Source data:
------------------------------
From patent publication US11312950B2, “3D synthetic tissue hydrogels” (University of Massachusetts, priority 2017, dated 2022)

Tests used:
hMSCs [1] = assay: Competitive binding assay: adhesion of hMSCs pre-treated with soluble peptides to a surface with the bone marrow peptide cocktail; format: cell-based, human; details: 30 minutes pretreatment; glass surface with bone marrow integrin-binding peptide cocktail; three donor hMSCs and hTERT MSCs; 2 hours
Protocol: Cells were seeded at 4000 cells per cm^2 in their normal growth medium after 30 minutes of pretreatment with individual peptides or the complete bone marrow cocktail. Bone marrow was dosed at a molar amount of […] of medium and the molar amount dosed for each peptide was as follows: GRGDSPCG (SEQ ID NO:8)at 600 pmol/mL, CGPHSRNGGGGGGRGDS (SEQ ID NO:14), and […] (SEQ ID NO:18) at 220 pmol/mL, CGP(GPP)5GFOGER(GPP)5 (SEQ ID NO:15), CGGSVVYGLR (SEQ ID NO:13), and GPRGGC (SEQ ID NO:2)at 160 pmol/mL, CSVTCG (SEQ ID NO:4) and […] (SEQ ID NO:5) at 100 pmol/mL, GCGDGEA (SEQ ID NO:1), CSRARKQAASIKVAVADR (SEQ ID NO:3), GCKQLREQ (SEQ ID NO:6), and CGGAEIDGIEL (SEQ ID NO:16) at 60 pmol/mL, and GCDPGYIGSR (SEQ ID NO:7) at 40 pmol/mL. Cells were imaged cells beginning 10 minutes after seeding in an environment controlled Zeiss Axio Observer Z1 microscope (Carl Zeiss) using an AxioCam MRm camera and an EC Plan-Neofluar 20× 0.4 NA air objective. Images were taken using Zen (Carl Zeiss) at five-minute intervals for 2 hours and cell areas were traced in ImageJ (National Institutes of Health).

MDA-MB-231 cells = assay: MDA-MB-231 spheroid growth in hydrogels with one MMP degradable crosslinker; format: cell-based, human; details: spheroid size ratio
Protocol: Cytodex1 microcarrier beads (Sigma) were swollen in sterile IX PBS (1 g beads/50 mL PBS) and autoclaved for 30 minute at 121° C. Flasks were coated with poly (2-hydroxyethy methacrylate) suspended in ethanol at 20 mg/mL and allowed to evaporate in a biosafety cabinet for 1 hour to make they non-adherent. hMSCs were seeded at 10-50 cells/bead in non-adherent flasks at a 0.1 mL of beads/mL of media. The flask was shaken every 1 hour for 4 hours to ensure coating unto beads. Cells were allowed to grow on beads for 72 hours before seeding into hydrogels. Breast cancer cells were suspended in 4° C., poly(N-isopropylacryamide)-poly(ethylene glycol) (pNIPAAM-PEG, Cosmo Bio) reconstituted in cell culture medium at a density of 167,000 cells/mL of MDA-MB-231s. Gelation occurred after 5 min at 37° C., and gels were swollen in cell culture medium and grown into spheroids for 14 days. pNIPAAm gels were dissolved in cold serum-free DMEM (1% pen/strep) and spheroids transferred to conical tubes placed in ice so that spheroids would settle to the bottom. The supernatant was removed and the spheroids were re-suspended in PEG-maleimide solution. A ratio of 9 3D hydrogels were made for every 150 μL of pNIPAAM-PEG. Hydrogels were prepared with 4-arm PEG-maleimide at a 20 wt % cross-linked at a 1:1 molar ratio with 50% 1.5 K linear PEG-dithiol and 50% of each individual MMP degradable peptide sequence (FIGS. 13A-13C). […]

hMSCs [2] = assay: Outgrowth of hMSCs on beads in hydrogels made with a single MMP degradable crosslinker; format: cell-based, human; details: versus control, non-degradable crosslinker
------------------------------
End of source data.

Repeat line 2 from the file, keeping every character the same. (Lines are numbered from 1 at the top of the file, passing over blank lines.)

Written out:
Tests used: